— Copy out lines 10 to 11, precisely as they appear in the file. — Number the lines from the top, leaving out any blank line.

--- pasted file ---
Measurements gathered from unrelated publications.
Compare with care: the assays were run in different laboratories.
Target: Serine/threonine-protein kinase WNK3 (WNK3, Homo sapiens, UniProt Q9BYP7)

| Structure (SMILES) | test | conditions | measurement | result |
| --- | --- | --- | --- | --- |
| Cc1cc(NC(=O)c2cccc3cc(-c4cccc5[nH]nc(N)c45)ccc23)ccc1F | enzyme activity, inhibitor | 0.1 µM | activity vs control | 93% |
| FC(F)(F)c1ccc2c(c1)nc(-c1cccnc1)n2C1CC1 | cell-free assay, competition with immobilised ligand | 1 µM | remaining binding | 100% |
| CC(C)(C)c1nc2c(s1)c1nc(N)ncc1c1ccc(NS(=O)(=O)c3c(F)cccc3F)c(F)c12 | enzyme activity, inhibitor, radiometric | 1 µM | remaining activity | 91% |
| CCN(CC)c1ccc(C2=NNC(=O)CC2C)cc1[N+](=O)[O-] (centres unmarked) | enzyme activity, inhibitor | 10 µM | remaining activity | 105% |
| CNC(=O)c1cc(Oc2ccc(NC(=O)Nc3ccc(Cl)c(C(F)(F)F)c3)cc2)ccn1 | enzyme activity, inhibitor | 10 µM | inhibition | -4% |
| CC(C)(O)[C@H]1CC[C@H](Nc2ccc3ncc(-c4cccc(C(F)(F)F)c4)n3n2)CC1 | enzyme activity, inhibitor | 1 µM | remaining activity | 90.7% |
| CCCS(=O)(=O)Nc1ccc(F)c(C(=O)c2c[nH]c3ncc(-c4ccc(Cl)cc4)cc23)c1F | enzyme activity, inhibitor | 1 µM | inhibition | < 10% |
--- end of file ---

| CNC(=O)c1cc(Oc2ccc(NC(=O)Nc3ccc(Cl)c(C(F)(F)F)c3)cc2)ccn1 | enzyme activity, inhibitor | 10 µM | inhibition | -4% |
| CC(C)(O)[C@H]1CC[C@H](Nc2ccc3ncc(-c4cccc(C(F)(F)F)c4)n3n2)CC1 | enzyme activity, inhibitor | 1 µM | remaining activity | 90.7% |